Diaphragmatic Contraction during Assisted Mechanical Ventilation: Discussion

Diaphragmatic Contraction during Assisted Mechanical Ventilation: DiscussionThis study provides direct electromyographic evidence of persistent diaphragmatic contractile activity in patients with a variety of diseases requiring mechanical ventilation in the assist/control mode. Persistent diaphragmatic contraction during ventilator-assisted breaths has been indirectly demonstrated in normal animals and humans by measuring airway pressure and in ill humans by measuring the mechanical work of breathing. Inspection of the diaphragmatic EMG allows precise determination of contraction duration thus facilitating the study of tidal volume and flow rate alteration on the contractions duration. We chose to express the duration of electromyographic activity in terms of inspired tidal volume because available evidence suggests that volume feedback from stretch receptors, in part, controls inspiratory duration. review

We found that diaphragmatic contractile activity ceased during ventilator-assisted breaths at a volume close to each patients measured spontaneous tidal volume, except in two patients with possible diaphragmatic fatigue. In these two patients, Voff was consistently less than spontaneous tidal volume. Increasing ventilator-delivered inspiratory flow rate led to increases in VoflF; however, a clear statement about the effect of delivered tidal volume on Voflf cannot be made. During controlled breaths initiated by the ventilator, there is no electromyographic activity present except when the delivered tidal volume approaches the patients spontaneous tidal volume. At low tidal volumes, controlled breaths are assisted late in the breath. The pressure waveform often appears similar in contour to other controlled breaths, but the peak pressure is lower.
A current model for control of phasic breathing has been constructed primarily from observations in animals and suggests that increasing flow rate should affect Voff. In its simplest form (refer to Fig 4), the model proposes a central threshold for inspiratory oflf-switch. The central off-switch interacts with stretch receptor volume information transmitted by the vagi to determine the volume of inspiratory termination. Threshold for off-switch decreases with time after the onset of inspiration; a region of graded inhibition follows the off-switch threshold and produces a snowball effect, with some inhibition allowing greater inhibition until inspiration terminates. Inspiratory flow rate appears to feed back as well, probably at a submedullary level, resulting in reflex changes in phrenic output and diaphragmatic EMG. The model posits a higher off-switch volume with increasing flow rates, since volume feedback would intersect the off-switch threshold prior to significant decrease. Our results provide human data to support this model.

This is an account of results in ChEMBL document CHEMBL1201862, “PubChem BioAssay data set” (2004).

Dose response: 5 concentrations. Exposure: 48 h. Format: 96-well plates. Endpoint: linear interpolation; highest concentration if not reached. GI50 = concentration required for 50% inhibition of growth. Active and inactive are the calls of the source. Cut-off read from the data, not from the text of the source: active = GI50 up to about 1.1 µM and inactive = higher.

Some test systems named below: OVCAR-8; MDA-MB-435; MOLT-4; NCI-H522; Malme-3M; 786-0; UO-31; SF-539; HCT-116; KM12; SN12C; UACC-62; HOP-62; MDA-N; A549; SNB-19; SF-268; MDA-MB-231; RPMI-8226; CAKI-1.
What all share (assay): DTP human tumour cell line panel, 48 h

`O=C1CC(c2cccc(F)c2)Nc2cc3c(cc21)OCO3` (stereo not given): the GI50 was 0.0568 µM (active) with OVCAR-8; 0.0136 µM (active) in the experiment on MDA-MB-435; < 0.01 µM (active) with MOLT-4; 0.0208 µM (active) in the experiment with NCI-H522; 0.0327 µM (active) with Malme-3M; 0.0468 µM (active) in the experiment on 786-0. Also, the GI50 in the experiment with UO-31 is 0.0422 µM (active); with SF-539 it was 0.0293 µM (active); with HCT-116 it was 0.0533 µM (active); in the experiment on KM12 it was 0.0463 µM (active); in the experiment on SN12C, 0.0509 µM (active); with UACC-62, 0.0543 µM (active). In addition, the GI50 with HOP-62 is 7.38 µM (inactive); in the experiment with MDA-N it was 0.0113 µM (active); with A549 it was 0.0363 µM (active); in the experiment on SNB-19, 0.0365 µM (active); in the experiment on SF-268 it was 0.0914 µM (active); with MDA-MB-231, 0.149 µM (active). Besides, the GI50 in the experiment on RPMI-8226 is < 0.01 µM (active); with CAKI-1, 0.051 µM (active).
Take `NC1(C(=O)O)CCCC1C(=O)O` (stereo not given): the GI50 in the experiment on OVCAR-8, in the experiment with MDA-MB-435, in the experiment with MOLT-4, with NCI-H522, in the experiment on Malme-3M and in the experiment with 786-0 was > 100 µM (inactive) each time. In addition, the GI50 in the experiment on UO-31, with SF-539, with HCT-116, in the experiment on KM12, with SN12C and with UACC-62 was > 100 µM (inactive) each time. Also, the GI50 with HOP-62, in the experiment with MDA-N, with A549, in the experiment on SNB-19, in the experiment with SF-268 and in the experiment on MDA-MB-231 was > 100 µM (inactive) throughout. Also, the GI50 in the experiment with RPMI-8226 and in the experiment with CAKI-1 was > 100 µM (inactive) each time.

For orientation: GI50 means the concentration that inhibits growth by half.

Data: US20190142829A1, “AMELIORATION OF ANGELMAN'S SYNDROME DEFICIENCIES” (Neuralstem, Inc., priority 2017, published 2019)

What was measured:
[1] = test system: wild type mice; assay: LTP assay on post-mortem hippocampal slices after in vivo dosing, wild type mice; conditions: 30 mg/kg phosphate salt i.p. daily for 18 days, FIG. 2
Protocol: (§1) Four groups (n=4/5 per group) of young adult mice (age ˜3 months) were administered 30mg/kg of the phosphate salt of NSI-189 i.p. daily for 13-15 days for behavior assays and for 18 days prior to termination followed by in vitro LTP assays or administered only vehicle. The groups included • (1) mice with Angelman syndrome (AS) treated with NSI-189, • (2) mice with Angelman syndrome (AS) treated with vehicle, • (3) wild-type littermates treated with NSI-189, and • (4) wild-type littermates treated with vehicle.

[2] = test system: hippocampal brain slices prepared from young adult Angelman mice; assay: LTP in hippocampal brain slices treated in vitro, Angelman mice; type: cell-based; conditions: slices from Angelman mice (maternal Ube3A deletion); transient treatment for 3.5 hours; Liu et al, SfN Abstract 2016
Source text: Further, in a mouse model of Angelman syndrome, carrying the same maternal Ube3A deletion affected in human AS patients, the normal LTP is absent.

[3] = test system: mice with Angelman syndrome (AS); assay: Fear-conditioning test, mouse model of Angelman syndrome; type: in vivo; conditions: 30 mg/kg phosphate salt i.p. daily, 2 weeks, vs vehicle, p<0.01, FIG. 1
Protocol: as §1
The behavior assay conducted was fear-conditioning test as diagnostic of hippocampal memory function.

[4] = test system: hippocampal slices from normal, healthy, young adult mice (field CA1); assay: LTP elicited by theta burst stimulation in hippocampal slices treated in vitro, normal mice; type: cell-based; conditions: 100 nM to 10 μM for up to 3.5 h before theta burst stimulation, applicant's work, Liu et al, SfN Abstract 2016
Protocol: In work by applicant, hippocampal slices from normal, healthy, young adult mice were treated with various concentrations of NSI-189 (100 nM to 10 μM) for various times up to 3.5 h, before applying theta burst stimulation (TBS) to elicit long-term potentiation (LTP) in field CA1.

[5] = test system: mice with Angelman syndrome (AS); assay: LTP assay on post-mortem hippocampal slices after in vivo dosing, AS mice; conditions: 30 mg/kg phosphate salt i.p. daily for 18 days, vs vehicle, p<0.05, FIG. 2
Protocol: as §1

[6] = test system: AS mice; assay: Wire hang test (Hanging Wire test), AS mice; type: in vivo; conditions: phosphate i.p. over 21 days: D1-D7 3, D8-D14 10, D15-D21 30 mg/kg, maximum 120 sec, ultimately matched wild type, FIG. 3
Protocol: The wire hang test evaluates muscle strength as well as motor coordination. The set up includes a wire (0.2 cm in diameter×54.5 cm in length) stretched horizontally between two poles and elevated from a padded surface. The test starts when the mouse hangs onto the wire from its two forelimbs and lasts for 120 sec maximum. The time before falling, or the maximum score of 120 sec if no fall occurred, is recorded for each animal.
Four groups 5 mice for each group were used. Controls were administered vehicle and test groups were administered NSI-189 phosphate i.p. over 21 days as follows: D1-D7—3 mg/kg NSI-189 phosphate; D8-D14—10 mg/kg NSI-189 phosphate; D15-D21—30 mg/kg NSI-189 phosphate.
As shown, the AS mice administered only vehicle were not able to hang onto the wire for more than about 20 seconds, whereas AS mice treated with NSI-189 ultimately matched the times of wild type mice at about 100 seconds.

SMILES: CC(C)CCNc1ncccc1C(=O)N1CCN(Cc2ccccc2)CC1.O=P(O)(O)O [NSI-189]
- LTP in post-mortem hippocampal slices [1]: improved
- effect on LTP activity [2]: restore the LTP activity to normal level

Figure 4. Tidal volume and time interactions at inspiratory off-switch threshold. Model for central respiratory control proposes stretch receptor feedback intersecting off-switch threshold at higher point on its descent when delivered flow rate is higher. Inspiratory tidal volume at off-switch (Voff) will therefore be greater.

Figure 4. Tidal volume and time interactions at inspiratory off-switch threshold. Model for central respiratory control proposes stretch receptor feedback intersecting off-switch threshold at higher point on its descent when delivered flow rate is higher. Inspiratory tidal volume at off-switch (Voff) will therefore be greater.

Category: Mechanical Ventilation

Tags: airway, diaphragmatic contraction, mechanical ventilation